If anything, I told them that we had all to play for - highest employment ever since records began, economic recovery etc. I'm not sure we will win with a massive majority now that boundary changes didn't go through, but it think we could certainly push through on the basis that people cannot trust labour with the economy.
Our informant took the view the talk you gave was generally quite downbeat - I take on board that your 'too late' was a reference to the moment passing with Ukip, but I gather you went on to talk about Stewart Jackson's unhappy relationship with his local councillors.
Well that was in direct response to a question about Peterborough and how I thought that even an MP who didn't have a massive majority and not the most conservative of councils could win easily with a handsome majority
Do you think you were 'downbeat'? I gather you also said you joined Weight Watchers in order to find out what women in your constituency were thinking.
Blimey! Is nothing sacred in the Conservative family anymore!!
No, I was very upbeat and have asked the Agent, David, who organised the event to email you and confirm that, which he has said he is doing.
We had a good laugh, it was the very opposite of downbeat.
I am joining weight watchers because I need to lose weight and I said that I had joined one which was held in a constituents house on a new housing estate and as well as losing weight, it was a great way of keeping grounded and hearing what the women in my patch had to say.
Again, it was in the 'How to beat Labour and connect with voters' part of my speech.
Blimey, if you need to lose weight, then we all do!
Best and thanks, Tim
Tim, I am emailing you as I am the Agent to Hampstead & Kilburn Conservatives who organised Nadine Dorries visit to our constituency.
As the guests all left feeling upbeat after Nadine had spoken I was suprised to hear that the Ham & High journalist has told you that Nadine said that we could not win the next General Election.
She came and delivered an upbeat speech about how we could win the next General Election. The references to being 'too late' was in regards to the now historical suggestion that UKIP be approached to form a electoral coalition with us.
In regards to references about Peterborough Nadine stressed that Stuart Jackson was confident about his chances as he has a great incumbency record and will be returned with an increased majority.
I hope that this clarifies the situation.
Talking about why I wrote The Four Streets
Posted Sunday, 16 March 2014 at 11:34
Fairer Funding for Mid-Beds' Schools
Posted Thursday, 13 March 2014 at 15:34
The government has today announced action to tackle the unfair funding formula that affects many of Bedfordshire’s schools. At the moment, schools only a few miles away in Luton can receive substantially more per pupil simply because of local authority boundaries.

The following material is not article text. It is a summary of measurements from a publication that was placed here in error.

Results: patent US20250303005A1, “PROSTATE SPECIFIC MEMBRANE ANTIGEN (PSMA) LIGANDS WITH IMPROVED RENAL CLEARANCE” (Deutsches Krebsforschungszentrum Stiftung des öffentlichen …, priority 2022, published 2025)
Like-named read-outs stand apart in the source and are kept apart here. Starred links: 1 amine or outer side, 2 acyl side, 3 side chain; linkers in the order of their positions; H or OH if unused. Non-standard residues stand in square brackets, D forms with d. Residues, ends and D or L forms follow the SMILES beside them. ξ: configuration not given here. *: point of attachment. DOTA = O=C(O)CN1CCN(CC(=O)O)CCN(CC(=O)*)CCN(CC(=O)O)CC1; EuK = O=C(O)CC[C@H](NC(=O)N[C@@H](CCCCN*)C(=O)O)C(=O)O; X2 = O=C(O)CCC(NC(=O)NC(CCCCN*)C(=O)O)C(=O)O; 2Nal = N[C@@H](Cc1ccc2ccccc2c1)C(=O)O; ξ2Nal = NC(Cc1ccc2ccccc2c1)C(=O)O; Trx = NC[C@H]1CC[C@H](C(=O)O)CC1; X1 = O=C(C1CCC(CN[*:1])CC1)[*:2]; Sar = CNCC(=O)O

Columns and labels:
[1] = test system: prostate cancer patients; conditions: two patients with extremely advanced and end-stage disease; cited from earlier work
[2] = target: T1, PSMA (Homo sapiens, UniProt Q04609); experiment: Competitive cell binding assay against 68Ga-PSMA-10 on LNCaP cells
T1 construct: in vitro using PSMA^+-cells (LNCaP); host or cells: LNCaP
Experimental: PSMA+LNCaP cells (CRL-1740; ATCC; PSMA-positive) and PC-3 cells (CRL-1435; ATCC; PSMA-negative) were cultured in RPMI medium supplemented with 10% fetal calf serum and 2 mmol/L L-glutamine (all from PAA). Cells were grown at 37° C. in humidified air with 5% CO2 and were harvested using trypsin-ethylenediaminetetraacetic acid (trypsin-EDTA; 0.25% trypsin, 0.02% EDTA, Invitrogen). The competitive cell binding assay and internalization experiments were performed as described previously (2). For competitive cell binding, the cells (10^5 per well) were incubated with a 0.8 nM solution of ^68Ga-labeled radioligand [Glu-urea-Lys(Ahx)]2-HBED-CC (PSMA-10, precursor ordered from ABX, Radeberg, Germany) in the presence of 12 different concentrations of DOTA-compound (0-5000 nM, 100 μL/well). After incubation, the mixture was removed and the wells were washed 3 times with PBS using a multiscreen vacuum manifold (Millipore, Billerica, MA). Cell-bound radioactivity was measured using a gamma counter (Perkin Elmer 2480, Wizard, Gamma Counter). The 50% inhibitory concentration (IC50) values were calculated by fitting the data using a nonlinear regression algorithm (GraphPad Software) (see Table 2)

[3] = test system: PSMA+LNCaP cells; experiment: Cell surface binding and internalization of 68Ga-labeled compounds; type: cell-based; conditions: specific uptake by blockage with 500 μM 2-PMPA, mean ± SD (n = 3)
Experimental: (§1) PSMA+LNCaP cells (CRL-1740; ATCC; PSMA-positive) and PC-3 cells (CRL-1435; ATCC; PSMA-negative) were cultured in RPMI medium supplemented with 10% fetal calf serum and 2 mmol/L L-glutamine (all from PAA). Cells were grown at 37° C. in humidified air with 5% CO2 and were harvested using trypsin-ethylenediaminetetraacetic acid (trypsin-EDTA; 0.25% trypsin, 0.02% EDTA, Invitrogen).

Central Bedfordshire Council will now receive £4,253 per child enrolled in their school, which is 2.6% more than previously, an increase of £109 over the course of an academic year.
This is money that has been made available by savings elsewhere in government and will not be taken away from schools that still need the money due to the needs of their catchment, often in deprived areas.
But the announcement goes some way to levelling the playing field that has previously seen urban areas benefit because of their complex needs at the expense of rural areas. That situation persisted for far too long and today’s announcement is a great step forward for fairness and equality in education for our children.
The Care Bill
Posted Tuesday, 11 March 2014 at 12:38
Last night and again today Parliament has been debating the government’s Care Bill and I have received a very large number of campaign emails on the subject. Most of the attention is focused on Clause 119 and Paul Burstow’s amendment to replace it.
The form emails I have received all say ‘the NHS is very important to me’, which is entirely understandable and a sentiment I completely agree with. But I cannot see why, if we agree that the NHS is a vital natural resource, so many people believe that it would be managed best by binding the hands of doctors and administrators.
We have a national health service made up of interdependent hospitals and it just doesn’t make sense that officials are currently only able to look at single failing providers in isolation. In the long term this will reduce the standard of care available to patients and not increase it, as we all want.
Having worked in the NHS, used the NHS and spoken to hundreds of constituents over the years about their feelings and experiences, I would never vote for a measure that had anything like the consequences the campaign emails suggest.
I know opposition parties must oppose and campaign groups must campaign but there is a thin line between that and scaremongering among vulnerable people on the basis of what you know to be untruths.
'The Four Streets' now available for pre-order
Posted Wednesday, 5 March 2014 at 14:29
to pre-order my debut novel, The Four Streets
, released on 10 April 2014.
Talking about the personal elements of The Four Streets
Posted Monday, 3 March 2014 at 21:31